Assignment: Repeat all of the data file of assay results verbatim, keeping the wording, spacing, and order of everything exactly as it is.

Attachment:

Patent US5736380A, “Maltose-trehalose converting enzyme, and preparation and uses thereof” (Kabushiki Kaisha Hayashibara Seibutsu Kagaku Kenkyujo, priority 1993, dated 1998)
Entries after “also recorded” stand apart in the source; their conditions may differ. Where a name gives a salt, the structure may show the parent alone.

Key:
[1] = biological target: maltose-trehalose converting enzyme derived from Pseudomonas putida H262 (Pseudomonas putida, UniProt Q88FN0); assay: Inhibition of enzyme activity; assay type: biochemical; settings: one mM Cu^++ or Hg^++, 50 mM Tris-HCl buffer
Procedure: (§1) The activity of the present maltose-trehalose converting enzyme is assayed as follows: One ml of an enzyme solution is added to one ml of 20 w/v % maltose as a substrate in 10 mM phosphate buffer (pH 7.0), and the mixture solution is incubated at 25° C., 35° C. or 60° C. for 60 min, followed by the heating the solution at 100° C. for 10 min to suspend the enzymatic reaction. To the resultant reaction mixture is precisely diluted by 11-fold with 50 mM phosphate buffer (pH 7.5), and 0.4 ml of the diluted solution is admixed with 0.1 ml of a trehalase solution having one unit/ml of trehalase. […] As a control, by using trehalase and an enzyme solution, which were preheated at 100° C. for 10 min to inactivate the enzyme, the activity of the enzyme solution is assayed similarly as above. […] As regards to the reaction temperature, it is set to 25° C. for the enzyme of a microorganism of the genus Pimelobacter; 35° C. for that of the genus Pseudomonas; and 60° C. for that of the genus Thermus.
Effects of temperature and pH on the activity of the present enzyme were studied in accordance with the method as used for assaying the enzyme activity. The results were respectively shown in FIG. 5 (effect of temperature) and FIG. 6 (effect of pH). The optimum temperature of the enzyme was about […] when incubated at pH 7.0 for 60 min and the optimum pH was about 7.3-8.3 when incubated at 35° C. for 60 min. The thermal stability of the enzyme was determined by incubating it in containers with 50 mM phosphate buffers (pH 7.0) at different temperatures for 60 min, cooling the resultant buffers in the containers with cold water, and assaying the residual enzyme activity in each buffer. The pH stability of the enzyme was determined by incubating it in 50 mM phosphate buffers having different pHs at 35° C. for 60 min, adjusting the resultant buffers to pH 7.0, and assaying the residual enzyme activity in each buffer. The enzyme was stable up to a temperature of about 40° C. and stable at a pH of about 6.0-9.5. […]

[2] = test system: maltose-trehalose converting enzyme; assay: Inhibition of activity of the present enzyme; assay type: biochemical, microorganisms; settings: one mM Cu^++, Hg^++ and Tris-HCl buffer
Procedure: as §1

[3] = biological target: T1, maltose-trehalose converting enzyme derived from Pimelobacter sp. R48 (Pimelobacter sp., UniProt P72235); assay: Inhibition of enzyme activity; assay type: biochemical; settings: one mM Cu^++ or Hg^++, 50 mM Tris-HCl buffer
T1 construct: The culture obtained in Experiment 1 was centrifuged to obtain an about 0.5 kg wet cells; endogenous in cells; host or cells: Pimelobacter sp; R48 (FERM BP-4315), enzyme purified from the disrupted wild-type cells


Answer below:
Patent US5736380A, “Maltose-trehalose converting enzyme, and preparation and uses thereof” (Kabushiki Kaisha Hayashibara Seibutsu Kagaku Kenkyujo, priority 1993, dated 1998)
Entries after “also recorded” stand apart in the source; their conditions may differ. Where a name gives a salt, the structure may show the parent alone.

Key:
[1] = biological target: maltose-trehalose converting enzyme derived from Pseudomonas putida H262 (Pseudomonas putida, UniProt Q88FN0); assay: Inhibition of enzyme activity; assay type: biochemical; settings: one mM Cu^++ or Hg^++, 50 mM Tris-HCl buffer
Procedure: (§1) The activity of the present maltose-trehalose converting enzyme is assayed as follows: One ml of an enzyme solution is added to one ml of 20 w/v % maltose as a substrate in 10 mM phosphate buffer (pH 7.0), and the mixture solution is incubated at 25° C., 35° C. or 60° C. for 60 min, followed by the heating the solution at 100° C. for 10 min to suspend the enzymatic reaction. To the resultant reaction mixture is precisely diluted by 11-fold with 50 mM phosphate buffer (pH 7.5), and 0.4 ml of the diluted solution is admixed with 0.1 ml of a trehalase solution having one unit/ml of trehalase. […] As a control, by using trehalase and an enzyme solution, which were preheated at 100° C. for 10 min to inactivate the enzyme, the activity of the enzyme solution is assayed similarly as above. […] As regards to the reaction temperature, it is set to 25° C. for the enzyme of a microorganism of the genus Pimelobacter; 35° C. for that of the genus Pseudomonas; and 60° C. for that of the genus Thermus.
Effects of temperature and pH on the activity of the present enzyme were studied in accordance with the method as used for assaying the enzyme activity. The results were respectively shown in FIG. 5 (effect of temperature) and FIG. 6 (effect of pH). The optimum temperature of the enzyme was about […] when incubated at pH 7.0 for 60 min and the optimum pH was about 7.3-8.3 when incubated at 35° C. for 60 min. The thermal stability of the enzyme was determined by incubating it in containers with 50 mM phosphate buffers (pH 7.0) at different temperatures for 60 min, cooling the resultant buffers in the containers with cold water, and assaying the residual enzyme activity in each buffer. The pH stability of the enzyme was determined by incubating it in 50 mM phosphate buffers having different pHs at 35° C. for 60 min, adjusting the resultant buffers to pH 7.0, and assaying the residual enzyme activity in each buffer. The enzyme was stable up to a temperature of about 40° C. and stable at a pH of about 6.0-9.5. […]

[2] = test system: maltose-trehalose converting enzyme; assay: Inhibition of activity of the present enzyme; assay type: biochemical, microorganisms; settings: one mM Cu^++, Hg^++ and Tris-HCl buffer
Procedure: as §1

[3] = biological target: T1, maltose-trehalose converting enzyme derived from Pimelobacter sp. R48 (Pimelobacter sp., UniProt P72235); assay: Inhibition of enzyme activity; assay type: biochemical; settings: one mM Cu^++ or Hg^++, 50 mM Tris-HCl buffer
T1 construct: The culture obtained in Experiment 1 was centrifuged to obtain an about 0.5 kg wet cells; endogenous in cells; host or cells: Pimelobacter sp; R48 (FERM BP-4315), enzyme purified from the disrupted wild-type cells